The best hope for an all private sector initiative is a company like EarthLink, which has been selected as the partner in Philadelphia and Anaheim, California, and is in contention for municipal network contracts in a few other mid-sized cities. EarthLink is certainly interested in New York. The company has had discussions with Brewer and others, and it believes it is the only logical contender.
“A lot of local groups are interested of course because, well, New York is New York,” says Donald Berryman, President of EarthLink’s Municipal Networks Division. “But we haven’t seen any group [showing an interest] that would be able to provide the kind of network and services EarthLink and its partners can.”
Would EarthLink consider coming into New York without city involvement? “It’s a good question,” Berryman says. “Theoretically, we could do it without, but it helps in a lot of ways to market with the city.”
The company would be left on its own to navigate the shoals of borough and community politics, something it doesn’t have to deal with in cities where the government is involved. It also wouldn’t be able to undertake a true citywide network, but would have to start by cherry-picking the boroughs or neighborhoods it deemed most likely to succeed.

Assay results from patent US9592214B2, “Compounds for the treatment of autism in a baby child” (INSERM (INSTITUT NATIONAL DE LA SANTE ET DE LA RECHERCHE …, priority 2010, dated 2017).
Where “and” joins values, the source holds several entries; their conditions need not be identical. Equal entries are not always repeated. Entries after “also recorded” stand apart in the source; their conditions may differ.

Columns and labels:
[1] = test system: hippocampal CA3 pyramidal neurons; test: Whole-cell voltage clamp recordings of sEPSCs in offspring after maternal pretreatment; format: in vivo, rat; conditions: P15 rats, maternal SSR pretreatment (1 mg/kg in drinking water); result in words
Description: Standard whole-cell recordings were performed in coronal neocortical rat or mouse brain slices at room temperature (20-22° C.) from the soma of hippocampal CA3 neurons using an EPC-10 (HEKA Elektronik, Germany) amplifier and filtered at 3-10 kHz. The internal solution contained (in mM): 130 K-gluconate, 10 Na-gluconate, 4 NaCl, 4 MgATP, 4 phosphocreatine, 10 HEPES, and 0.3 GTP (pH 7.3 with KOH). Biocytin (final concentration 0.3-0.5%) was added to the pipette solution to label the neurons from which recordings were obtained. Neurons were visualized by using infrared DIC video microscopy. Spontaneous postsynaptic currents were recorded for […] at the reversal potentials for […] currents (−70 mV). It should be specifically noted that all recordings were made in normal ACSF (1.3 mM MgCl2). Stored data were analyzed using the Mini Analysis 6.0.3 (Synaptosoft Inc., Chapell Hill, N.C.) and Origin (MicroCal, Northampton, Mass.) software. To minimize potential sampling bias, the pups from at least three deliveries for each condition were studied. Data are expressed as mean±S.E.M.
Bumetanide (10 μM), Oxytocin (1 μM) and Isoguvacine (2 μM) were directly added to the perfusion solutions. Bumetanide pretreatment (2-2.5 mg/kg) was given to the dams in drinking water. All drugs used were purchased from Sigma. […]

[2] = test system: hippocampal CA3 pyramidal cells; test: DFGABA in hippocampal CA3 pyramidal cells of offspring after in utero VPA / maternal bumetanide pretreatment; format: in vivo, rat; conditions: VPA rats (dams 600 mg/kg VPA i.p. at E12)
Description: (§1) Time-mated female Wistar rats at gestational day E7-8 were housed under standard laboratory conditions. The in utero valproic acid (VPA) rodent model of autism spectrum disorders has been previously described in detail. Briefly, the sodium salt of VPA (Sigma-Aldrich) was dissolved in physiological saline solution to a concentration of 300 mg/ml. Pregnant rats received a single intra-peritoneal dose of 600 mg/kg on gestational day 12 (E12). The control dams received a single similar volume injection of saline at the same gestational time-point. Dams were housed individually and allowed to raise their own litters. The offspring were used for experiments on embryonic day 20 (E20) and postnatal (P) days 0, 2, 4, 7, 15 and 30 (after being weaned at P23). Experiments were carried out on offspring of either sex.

All of this being said, EarthLink doesn’t entirely rule out a solo initiative.
“We haven’t made a decision anywhere else to do it without a city-authorized project,” Berryman says. “But it certainly could be possible.”
While New York has more urban canyons than most cities — and urban canyons play havoc with designing and building wireless broadband networks — the challenges are not so overwhelming that they can’t be overcome, Berryman says. The density of the population and the fact that so many people don’t have access to low-cost broadband connections – as many as 60 percent, according to one estimate Berryman has heard – make New York very attractive despite the challenges.